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Formatting Dates – Python

We have a date like this

3rd April 2013

and we want to change it to this

2013-04-03

We can change the date format using the datetime module.

In this module we can use strptime( ) to tell Python that the string is a date, and then strftime( ) to change the date to the format we want.

Getting the String ready

Using the terminal…

# first we import the module
>>> from datetime import datetime

# and we have our date as a string
>>> str_my_date = '3rd April 2013'

One of the problems we have is that the day has a suffix, in this case ‘rd’. This will give us an error when using strptime( ) so we need to get rid of it with regex.

# so we import re
>>> from re import sub

# and we remove all possible suffixes
>>> str_good_date = sub('(st|nd|rd|th)','',str_my_date,1)

# let's check it...
>>> print str_good_date
3 April 2013

in the sub( ) function we add the 1 parameter at the end so that it only removes the first instance of possible suffixes. This means that, if you have a date such as ‘1st August’, it will not end up as ‘1 Augu’.

strptime( )

Good, now we can put the date into strptime( ) to tell python that this is a date.

There is a very long list of directives and date types, but I will only talk about the ones that matter for this example.

We have three things, a day decimal, a month name, and a full year decimal. These correspond to the following directives %d for the day decimal (3), %B for the full month name (April), and %Y for the full year decimal.

So the way the date is written in our string is %d %B %Y, with a space separating each.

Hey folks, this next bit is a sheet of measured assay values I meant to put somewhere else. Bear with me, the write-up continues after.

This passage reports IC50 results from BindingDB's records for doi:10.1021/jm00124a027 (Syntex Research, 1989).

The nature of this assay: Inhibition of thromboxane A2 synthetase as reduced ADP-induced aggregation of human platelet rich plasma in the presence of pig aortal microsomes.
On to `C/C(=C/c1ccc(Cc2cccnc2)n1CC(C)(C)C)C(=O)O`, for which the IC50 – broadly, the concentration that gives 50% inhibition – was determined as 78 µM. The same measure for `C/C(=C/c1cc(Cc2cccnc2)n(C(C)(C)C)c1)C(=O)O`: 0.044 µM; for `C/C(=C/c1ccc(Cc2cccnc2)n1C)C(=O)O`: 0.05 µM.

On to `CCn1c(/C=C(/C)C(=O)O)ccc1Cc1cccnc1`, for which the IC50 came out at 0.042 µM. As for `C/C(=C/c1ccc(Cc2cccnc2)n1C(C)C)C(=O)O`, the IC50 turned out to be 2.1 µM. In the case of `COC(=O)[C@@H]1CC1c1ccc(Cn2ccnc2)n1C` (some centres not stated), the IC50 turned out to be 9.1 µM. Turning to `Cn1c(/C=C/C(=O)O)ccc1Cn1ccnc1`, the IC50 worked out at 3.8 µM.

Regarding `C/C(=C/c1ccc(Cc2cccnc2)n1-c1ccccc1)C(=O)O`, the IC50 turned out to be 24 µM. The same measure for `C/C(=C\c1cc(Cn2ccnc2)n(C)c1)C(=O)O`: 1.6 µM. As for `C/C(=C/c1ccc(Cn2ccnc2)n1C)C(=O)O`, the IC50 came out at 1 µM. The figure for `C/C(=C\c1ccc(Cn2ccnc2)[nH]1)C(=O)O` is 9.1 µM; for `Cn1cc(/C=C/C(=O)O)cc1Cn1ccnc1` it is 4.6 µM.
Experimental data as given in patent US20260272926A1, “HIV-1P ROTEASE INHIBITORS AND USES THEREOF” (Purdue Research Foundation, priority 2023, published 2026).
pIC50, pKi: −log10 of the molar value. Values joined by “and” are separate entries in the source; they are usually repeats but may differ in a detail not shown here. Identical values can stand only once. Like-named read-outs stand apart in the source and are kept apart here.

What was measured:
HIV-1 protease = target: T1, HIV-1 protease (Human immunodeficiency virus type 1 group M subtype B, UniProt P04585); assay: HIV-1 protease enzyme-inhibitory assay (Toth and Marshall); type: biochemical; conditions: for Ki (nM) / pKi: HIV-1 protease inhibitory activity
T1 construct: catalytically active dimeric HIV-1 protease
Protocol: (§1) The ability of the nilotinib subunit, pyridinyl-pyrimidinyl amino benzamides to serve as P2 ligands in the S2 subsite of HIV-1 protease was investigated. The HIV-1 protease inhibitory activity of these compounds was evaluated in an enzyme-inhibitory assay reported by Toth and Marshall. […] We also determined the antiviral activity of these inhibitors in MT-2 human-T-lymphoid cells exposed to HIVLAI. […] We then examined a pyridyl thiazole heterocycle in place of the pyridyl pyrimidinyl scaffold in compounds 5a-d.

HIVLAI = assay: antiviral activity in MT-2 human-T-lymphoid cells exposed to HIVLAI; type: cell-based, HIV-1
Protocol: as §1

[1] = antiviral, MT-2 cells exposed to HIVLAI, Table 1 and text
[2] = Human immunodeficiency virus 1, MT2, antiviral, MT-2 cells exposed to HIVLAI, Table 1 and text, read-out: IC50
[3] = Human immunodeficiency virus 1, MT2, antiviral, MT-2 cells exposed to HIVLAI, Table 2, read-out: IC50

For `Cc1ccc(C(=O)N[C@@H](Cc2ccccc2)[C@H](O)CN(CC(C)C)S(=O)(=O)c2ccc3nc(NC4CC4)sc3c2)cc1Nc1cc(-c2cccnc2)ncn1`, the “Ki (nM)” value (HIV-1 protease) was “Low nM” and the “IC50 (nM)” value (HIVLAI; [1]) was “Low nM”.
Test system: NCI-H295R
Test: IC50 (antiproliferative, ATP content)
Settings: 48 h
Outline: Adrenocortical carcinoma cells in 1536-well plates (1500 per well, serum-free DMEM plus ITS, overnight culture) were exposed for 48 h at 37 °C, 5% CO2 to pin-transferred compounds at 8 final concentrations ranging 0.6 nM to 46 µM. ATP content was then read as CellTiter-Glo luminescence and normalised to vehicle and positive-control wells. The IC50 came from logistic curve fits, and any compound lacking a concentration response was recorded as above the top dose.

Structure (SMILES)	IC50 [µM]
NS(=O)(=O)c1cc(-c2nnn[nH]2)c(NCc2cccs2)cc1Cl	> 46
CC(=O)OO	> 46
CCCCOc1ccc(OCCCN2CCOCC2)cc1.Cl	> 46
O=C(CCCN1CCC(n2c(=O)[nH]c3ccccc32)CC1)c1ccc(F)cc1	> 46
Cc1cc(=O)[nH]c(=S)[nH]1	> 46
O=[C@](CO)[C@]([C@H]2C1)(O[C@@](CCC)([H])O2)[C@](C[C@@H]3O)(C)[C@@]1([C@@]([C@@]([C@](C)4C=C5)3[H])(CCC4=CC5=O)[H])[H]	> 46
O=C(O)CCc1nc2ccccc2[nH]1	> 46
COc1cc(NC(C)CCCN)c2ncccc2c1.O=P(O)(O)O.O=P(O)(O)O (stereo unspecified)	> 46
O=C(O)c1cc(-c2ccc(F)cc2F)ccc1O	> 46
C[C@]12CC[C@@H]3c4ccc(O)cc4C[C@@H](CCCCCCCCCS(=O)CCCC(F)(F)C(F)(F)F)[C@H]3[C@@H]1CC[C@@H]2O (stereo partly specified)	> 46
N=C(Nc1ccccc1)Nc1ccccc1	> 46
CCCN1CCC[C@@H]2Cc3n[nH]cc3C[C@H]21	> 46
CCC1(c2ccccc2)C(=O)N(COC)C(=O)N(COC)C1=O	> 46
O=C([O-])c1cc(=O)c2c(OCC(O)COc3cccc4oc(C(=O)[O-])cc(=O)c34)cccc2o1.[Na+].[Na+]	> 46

Using these directives, we can tell python how the date is written in our string

>>> date_format = datetime.strptime(str_good_date,'%d %B %Y')

Good, now Python knows that we have a date and not a string. It also knows the correct day, month and year. Now we can use strftime( ) to change it to what ever we want.

strftime( )

Since we want to end up with 2013-04-03, we need everything in decimals, the year (which is %Y), the month (%m), and the day (%d). We also want them separated by a dash '-'.

Therefore, the new format will be like this

%Y-%m-%d

So using strftime( ), this is how it’s done

>>> str_formated_date = date_format.strftime('%Y-%m-%d')

# let's check it
>>> print str_formated_date
2013-04-03

Perfect…DONE!

All Together

from re import sub
from datetime import datetime

str_my_date = '3rd April 2013'
str_good_date = sub('(st|nd|rd|th)','',str_my_date,1)
date_format = datetime.strptime('%d %B %Y')
str_formated_date = strfptime('%Y-%m-%d')

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